Disciple of INDYCAR Weblog

July 15, 2010

Time For a New IZOD Indy Car: What’s It Gonna Take for You To Drive This Baby Off The Lot Today, Sweetheart?

Filed under: The Disciple Blogs — Disciple of INDYCAR @ 2:00 am

The IZOD Indy Car brass and members of the ICONIC committee revealed the fruits of their recent labor today at the Art Museum in Indianapolis to a standing room only crowd and thousands more who found it on the Internet. The car will be more evolutionary than revolutionary, and many of us have not fully digested the meaning of the evolution. Mark me down as one of those who envision tremendous upside potential. Still, there are questions that have no definitive answers yet. Here are a few:

-Providing body work referred to as ‘aero bits’ allows a car to be named for whoever provides the body. Can anyone reasonably do that for less than 75K and make enough money to make it worthwhile? Engineered carbon fiber and higher tech materials are not cheap. Still, I like the idea of no proprietary development; i.e., it has to be available to anyone who wants it. . .but can’t wait to see how that rule gets bent.

-Open ‘aero bits’ competition is intriguing. Does that mean if Ben Bowlby’s group wants to bolt a reconfigured version of the Delta Wing to the new Dallara tub that could be legal? If so, that is great. The effort of the BAT group was impressive, and those guys seem less attached to chassis building as a core business than, say, Lola or Swift. Their design would also make potentially good body work. And what about Swift and Lola? Would they be willing to bring their great ideas to life bolted to a Dallara base?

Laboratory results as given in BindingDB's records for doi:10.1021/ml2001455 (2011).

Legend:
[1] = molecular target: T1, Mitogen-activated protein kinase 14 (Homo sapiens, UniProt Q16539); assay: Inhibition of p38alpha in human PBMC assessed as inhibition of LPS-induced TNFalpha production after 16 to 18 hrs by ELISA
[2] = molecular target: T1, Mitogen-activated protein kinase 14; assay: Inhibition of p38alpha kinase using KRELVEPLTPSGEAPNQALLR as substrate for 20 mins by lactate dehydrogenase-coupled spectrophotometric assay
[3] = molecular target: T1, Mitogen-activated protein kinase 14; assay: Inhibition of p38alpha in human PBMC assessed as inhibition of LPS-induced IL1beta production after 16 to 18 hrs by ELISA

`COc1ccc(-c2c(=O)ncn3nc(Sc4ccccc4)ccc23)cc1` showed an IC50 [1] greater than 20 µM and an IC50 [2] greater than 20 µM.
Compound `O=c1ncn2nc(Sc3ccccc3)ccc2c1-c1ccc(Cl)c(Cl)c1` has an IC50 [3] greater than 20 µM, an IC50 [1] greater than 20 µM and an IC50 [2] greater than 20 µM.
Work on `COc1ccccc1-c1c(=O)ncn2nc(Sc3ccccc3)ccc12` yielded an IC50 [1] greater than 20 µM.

-If some of the more wildly optimistic ideas are actually possible, how cool would it be to see a Lockheed or a Boeing Indy Car? How many times have you heard an Indy Car referred to as an upside down airplane?

-Dallara has always seemed shady to me. I am curious to learn more about their commitment to locate a factory and manufacture the cars right down the road from IMS. In theory that is a great idea. There has to be a catch. What is it?